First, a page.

The potential for moral hazard behavior in irrigation decisions under crop insurance

Paloch Suchato, Taro Mieno, Karina Schoengold, Timothy Foster

Research output: Contribution to journalArticlepeer-review

Abstract

The design of federal crop insurance has attracted the interest and attention of many economists and policymakers in the United States. Moral hazard is a frequently cited concern, as insurance may reduce the incentive for farmers to manage properly their agricultural operation. Moral hazard could play a role in irrigation decisions by incentivizing a farmer to choose a riskier irrigation management strategy, potentially affecting the long-term sustainability of water resources. We use numerical simulation to determine if insurance coverage affects incentives on seasonal irrigation use. Results show that the potential for moral hazard at current costs and policy parameters is low, but that there is potential for moral hazard behavior when the cost of irrigation is high. Hence, conservation policies that increase the cost of irrigation cost (e.g., a water tax) may amplify the potential for moral hazard. In most cases, crop insurance provides a secondary effect that reduces irrigation use in addition to the direct water tax effect, although this reduction comes at increased taxpayer expense. However, it is possible that irrigation use increases under crop insurance. Therefore, there is a need for the explicit consideration of the unintended side effects of crop insurance on farmers’ irrigation water use decisions, particularly in regions experiencing water scarcity and rising marginal costs of irrigation.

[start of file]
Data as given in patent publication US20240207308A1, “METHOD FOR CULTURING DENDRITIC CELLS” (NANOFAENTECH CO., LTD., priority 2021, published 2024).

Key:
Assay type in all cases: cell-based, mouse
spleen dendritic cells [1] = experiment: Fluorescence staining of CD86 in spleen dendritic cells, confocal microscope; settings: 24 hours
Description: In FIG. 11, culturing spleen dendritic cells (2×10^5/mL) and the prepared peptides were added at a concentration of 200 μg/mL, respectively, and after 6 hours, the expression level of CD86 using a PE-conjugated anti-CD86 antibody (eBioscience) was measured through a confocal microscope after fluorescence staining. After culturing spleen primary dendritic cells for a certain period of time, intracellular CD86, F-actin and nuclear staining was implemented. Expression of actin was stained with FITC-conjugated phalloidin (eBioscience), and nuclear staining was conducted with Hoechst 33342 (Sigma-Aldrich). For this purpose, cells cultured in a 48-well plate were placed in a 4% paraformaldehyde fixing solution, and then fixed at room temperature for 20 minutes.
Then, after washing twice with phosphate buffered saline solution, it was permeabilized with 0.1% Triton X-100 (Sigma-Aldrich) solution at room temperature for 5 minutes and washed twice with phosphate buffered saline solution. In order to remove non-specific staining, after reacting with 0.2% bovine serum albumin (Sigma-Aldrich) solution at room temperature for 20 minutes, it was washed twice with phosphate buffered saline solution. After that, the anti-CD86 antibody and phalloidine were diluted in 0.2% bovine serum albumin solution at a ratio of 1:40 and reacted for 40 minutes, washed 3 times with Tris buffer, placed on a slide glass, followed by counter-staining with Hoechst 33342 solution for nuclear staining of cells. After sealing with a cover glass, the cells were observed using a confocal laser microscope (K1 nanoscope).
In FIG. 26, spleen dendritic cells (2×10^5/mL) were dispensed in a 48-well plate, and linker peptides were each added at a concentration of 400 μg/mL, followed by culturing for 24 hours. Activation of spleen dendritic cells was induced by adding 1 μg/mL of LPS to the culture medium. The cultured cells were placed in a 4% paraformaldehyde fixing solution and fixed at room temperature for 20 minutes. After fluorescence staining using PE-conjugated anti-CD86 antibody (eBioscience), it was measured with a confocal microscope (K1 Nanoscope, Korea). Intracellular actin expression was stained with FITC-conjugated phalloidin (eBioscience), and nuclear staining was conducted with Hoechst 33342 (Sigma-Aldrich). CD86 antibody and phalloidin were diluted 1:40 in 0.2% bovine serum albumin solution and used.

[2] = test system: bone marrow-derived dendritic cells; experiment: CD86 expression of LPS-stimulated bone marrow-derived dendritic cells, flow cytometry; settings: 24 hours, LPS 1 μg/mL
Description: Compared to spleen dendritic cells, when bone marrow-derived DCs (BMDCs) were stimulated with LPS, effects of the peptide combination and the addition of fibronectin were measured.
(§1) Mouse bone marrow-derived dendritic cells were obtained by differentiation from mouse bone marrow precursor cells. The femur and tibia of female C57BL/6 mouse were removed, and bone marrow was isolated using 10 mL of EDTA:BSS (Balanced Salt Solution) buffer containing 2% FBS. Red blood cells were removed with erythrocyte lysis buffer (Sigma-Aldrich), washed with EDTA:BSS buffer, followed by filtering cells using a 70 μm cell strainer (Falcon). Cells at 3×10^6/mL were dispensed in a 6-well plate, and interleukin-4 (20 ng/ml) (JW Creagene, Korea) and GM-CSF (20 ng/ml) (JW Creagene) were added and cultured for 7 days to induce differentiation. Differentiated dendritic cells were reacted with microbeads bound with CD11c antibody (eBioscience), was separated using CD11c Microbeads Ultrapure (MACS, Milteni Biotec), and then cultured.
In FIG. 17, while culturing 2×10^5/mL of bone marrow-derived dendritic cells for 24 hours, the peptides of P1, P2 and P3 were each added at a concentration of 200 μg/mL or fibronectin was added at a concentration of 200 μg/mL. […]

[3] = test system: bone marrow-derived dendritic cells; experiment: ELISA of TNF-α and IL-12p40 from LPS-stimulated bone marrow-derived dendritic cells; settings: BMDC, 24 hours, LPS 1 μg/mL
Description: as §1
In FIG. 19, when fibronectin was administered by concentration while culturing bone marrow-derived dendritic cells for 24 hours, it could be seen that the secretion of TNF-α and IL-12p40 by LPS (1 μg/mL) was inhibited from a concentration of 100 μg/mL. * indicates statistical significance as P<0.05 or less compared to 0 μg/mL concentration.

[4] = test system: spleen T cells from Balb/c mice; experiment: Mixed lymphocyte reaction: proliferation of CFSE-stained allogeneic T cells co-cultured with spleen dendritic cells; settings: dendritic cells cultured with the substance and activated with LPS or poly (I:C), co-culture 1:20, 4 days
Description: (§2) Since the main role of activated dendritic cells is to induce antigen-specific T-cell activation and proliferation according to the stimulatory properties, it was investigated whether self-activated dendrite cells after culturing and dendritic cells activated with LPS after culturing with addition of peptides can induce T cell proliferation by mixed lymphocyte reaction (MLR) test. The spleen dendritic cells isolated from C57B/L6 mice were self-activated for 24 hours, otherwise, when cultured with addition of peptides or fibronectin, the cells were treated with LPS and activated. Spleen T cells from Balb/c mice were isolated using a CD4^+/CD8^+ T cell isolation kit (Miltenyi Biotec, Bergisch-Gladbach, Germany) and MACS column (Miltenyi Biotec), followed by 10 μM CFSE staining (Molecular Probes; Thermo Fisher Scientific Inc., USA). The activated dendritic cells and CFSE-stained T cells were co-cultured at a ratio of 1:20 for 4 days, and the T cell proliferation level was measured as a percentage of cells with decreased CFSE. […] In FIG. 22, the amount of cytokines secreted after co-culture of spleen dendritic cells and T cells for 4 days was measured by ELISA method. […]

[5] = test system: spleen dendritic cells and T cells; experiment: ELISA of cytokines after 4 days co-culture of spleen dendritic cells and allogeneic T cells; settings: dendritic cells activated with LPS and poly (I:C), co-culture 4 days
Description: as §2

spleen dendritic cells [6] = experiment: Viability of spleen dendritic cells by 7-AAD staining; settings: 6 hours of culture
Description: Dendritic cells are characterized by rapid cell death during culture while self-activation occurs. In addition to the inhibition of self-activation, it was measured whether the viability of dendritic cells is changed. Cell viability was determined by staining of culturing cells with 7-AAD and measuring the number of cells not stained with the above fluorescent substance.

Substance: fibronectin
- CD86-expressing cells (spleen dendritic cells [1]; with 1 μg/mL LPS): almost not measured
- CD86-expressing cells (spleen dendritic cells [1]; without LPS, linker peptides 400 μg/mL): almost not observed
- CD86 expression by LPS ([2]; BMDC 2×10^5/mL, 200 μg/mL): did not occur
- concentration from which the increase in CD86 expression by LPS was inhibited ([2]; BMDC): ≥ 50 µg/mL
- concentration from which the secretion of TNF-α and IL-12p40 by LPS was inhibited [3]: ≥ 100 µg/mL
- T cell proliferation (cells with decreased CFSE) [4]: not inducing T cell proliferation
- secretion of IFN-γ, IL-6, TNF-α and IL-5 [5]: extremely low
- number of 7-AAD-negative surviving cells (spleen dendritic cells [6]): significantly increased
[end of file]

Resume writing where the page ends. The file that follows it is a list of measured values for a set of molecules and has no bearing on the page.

Original languageEnglish (US)
Pages (from-to)257-273
Number of pages17
JournalAgricultural Economics (United Kingdom)
Volume53
Issue number2
DOIs
StatePublished - Mar 2022

Keywords

  • crop insurance
  • insurance policy design
  • irrigation
  • moral hazard

ASJC Scopus subject areas

  • Agronomy and Crop Science
  • Economics and Econometrics

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